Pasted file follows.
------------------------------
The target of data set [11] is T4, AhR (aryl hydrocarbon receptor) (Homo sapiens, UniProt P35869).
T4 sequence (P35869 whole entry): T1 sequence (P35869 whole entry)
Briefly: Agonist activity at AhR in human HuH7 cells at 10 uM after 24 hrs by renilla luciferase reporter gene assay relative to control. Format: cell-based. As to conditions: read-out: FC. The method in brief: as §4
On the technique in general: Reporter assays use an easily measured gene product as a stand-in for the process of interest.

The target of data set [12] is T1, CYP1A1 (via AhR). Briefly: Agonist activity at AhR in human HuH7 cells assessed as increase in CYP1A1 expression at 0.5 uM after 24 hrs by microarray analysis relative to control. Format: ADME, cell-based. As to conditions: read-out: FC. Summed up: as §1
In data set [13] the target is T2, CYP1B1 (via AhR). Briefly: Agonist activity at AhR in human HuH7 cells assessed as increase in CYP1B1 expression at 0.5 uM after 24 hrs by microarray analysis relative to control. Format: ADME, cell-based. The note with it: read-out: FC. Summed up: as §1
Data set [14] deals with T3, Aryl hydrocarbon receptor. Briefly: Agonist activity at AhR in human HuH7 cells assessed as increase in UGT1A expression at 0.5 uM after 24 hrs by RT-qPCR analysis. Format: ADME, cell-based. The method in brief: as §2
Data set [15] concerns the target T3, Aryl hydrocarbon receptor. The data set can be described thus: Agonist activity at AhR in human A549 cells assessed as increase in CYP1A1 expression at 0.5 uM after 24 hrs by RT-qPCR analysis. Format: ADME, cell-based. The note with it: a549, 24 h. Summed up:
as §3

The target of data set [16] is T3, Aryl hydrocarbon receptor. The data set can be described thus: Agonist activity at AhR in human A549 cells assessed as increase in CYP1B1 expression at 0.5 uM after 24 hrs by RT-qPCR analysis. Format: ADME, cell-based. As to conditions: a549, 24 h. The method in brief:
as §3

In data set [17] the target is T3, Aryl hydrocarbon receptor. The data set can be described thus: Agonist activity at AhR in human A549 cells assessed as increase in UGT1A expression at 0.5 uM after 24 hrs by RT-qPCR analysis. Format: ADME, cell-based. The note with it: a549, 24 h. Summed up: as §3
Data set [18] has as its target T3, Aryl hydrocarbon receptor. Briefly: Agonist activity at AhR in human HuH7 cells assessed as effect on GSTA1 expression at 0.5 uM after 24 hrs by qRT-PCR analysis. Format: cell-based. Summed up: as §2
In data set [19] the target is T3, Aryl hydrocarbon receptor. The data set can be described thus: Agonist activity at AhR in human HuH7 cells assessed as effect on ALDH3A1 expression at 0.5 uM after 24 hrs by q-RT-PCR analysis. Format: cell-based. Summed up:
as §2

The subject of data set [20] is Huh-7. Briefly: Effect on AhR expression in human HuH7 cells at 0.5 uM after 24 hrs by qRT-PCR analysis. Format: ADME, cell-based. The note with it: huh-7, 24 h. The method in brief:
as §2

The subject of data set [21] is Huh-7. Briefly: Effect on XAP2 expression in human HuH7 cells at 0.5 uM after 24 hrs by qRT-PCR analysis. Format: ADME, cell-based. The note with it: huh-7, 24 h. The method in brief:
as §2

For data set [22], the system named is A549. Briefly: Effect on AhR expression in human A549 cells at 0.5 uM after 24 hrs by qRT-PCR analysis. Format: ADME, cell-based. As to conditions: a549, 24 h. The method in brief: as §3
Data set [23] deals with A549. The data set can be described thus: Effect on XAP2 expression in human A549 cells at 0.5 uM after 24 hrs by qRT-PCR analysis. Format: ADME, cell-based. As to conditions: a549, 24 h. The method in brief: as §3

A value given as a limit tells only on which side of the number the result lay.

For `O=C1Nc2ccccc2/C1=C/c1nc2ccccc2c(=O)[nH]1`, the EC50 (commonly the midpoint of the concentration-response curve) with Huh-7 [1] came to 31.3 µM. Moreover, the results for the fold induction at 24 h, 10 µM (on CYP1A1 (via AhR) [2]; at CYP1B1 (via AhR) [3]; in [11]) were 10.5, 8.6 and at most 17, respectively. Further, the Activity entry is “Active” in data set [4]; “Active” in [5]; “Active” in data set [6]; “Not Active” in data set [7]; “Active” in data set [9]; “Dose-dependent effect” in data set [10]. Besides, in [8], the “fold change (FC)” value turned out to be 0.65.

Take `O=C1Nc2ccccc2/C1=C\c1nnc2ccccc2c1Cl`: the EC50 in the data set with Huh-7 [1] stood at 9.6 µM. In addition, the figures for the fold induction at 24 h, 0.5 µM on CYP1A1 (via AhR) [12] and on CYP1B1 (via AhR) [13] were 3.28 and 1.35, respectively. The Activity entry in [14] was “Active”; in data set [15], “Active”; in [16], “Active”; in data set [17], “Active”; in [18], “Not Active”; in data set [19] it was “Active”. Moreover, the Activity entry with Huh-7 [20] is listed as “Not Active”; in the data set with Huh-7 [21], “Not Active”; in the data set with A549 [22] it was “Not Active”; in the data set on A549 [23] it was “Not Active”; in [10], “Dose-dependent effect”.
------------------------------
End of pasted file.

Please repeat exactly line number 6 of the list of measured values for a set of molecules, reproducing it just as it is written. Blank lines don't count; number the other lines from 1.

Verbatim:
In data set [13] the target is T2, CYP1B1 (via AhR). Briefly: Agonist activity at AhR in human HuH7 cells assessed as increase in CYP1B1 expression at 0.5 uM after 24 hrs by microarray analysis relative to control. Format: ADME, cell-based. The note with it: read-out: FC. Summed up: as §1